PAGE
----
I was 18 years old when The Little Mermaid hit the big screens in 1989. The fiery red-head bikini top wearing mermaid was not like the Disney Princesses that came before her. Ariel challenged authority. She was independent. She took chances and didn’t wait around for a prince to save her from her miserable existence. This contemporary Disney Princess knew what she wanted and she went for it.
And most importantly, she didn’t spend her days doing house chores, scrubbing floors or cleaning up after an unruly bunch.
Ariel was a new kind of princess and I adored her for it.
As a young woman coming into adulthood, I could relate to Ariel. Still living in my parents home and under their strict rules, I felt stifled and trapped. I felt like I couldn’t be who I wanted to be. I longed for independence, to escape and explore new places.
As I watched The Little Mermaid, I empathized with Ariel. I just wanted to be recognized for all that I could be. Those young adult, post-high school college days are the worst, aren’t they? You’re not old enough to really do anything, but you feel like you are. You want to be more, do more but you lack the financial security to do it. So, you wish and dream for a day when you can.
Of course, being the jaded, angst young GenXer I was, I never really understood why a girl would change herself to catch the attention of a guy. That always bothered me. And the fact that Prince Eric saved the day by killing the Sea Witch at the end (spoiler alert) never sat well with me, either.
Aside from a less than admiral plot, I loved everything else about the movie particularly the music. With a lively contemporary score written by Alan Menken and Howard Ashman, this award-winning duo redefined the sound of a Disney princess and many Disney animated musicals to follow.
In The Little Mermaid, lively musical numbers surged across the big screen and an adorable ensemble of comical characters offered the right balance of comic relief. Plus, the surge of Jodi Benson’s larger than life voice and incredible range delivered a Disney Princess – a mermaid with great vocal depth. Over twenty years ago, I envisioned the entire animated musical playing out as a production on Broadway. Not too mention, I knew all the songs by heart like so many of my other favorite musicals.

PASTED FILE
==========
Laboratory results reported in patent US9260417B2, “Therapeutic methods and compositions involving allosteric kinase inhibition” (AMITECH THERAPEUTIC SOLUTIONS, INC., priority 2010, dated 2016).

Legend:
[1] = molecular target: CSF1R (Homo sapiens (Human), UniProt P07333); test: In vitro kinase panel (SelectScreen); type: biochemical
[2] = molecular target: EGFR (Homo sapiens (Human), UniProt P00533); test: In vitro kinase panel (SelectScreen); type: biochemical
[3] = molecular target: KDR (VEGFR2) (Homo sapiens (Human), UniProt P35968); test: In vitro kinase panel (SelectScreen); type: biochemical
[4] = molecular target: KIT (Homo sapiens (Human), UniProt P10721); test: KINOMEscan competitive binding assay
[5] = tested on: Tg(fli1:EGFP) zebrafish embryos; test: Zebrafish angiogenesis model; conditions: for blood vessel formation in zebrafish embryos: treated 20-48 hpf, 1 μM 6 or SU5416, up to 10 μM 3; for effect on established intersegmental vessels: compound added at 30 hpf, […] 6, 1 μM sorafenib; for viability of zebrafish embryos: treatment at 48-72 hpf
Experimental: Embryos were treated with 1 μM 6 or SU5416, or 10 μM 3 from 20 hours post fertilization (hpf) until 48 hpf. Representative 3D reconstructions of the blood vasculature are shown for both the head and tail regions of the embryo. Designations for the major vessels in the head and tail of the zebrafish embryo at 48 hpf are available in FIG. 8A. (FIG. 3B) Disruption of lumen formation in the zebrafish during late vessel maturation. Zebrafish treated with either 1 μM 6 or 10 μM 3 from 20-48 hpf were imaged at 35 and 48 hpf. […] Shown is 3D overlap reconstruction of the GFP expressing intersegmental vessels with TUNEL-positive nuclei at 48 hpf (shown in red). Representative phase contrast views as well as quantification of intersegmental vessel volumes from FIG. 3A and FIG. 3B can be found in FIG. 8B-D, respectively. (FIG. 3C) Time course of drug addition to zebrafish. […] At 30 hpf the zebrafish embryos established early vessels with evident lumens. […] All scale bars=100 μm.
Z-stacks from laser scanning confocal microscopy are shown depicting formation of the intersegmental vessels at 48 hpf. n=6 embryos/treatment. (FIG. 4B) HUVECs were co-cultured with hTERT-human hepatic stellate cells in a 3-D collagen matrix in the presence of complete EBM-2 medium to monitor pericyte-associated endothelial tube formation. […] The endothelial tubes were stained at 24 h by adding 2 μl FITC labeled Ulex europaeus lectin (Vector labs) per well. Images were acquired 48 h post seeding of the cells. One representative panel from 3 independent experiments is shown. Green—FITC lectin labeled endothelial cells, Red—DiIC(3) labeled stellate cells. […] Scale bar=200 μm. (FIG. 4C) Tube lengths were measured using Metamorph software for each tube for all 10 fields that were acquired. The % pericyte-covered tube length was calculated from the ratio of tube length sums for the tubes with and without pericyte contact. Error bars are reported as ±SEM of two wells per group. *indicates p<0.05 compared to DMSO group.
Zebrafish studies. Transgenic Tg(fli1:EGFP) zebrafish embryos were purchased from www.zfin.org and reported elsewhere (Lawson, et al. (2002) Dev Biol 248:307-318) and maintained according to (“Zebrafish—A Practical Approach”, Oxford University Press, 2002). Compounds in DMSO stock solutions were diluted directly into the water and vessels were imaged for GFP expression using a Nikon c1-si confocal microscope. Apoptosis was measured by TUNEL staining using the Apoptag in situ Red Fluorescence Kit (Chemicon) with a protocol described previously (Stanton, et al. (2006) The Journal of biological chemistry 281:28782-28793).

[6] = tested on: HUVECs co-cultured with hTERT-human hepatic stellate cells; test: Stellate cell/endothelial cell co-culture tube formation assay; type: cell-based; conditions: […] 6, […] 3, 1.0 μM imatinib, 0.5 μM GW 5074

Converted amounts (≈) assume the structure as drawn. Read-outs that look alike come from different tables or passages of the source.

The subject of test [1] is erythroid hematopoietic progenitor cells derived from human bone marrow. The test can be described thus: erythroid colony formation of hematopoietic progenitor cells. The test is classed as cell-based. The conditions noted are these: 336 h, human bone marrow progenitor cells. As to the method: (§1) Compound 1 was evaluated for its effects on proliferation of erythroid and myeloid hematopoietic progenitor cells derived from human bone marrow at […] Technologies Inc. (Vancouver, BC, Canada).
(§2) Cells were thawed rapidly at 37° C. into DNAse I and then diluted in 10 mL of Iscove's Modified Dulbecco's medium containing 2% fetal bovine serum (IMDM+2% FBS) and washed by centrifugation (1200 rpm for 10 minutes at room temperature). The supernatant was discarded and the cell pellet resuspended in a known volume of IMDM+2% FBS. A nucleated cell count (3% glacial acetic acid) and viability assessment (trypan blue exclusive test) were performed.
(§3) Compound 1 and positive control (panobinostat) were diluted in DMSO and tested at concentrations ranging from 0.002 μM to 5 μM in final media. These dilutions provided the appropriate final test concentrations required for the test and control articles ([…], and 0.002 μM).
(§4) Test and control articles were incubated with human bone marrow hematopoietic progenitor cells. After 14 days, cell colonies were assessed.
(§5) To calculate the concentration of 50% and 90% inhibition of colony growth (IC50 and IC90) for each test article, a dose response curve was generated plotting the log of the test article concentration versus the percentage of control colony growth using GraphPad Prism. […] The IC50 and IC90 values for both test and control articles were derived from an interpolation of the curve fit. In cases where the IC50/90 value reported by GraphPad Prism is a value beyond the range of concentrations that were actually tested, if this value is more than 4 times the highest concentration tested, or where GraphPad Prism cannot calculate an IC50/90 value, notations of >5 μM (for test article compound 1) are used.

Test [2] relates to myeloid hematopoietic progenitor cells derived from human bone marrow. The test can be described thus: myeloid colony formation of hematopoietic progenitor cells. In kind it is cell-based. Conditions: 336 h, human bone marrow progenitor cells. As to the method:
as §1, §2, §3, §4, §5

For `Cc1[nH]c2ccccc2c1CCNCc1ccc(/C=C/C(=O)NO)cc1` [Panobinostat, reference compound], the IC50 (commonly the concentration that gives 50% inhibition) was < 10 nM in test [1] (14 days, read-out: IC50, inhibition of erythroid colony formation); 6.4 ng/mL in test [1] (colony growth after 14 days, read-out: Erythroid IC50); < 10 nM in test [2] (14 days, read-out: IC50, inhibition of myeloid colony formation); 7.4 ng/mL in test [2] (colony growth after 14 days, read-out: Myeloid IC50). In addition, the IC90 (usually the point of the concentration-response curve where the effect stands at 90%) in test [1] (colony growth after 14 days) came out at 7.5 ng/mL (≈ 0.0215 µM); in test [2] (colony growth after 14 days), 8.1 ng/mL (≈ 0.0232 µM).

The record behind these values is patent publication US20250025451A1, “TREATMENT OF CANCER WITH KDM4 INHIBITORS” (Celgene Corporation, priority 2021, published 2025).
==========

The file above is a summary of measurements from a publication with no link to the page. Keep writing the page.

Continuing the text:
Decades later, thanks to a partnership with the Straz Center and the Tampa Bay Bloggers, I had the opportunity to share the moment with my own princess and her supporting cast of lively, colorful characters. Of course, today’s young girls have grown up with so many strong, independent Disney Princess, but we all know which princes made waves first.
For the hard-core Disney fan, Disney’s The Little Mermaid does not disappoint. Most importantly, Diana Huey (Ariel) delivers an unbelievable performance that must make Jodi Benson beam proudly with delight. In addition, everything you loved about the animated film plays out extraordinarily well on the stage. (Did you ever doubt that?) Much like the style of Disney’s The Lion King, every part of the stage is utilized with the remarkable puppetry. Ursala the Sea Witch’s squid-like body is maneuvered and manipulated by her snarky sidekick eels, Flotsam and Jetsam, who electrify every scene on skates.
Attached to wires, Ariel and King Triton appear to be swimming in the ocean and Ariel never stops rippling, simulating the constant movement of the ocean. I found the constant movement mesmerizing, like watching waves rolling over the shore.
Although Disney’s The Little Mermaid brings to life everything you adore about Ariel and Sebastian, there are a few differences between the animated film and the stage production. Firstly, there are a few extras songs, which completely work and help round out the story. Secondly, Ursala is King Triton’s sister who was banished from the kingdom for not seeing eye-to-eye on how to rule their father’s ocean empire.
Lastly, the biggest difference (Hold onto your seashells! Spoiler alert!) Ariel kills the Sea Witch and it wasn’t death by boat. WHAAAAT?!
That’s a solid change I can live with. In this post-Ariel, Power Princess Belle-Tiana-Merida-Ana-Elsa world, the Disney’s Little Mermaid ended the way it always should have.
Disney’s The Little Mermaid is a must see for princesses of all ages, however a warning for young children, much like the movie, Ursala’s rise to power and death scene can be a bit terrifying to young fans.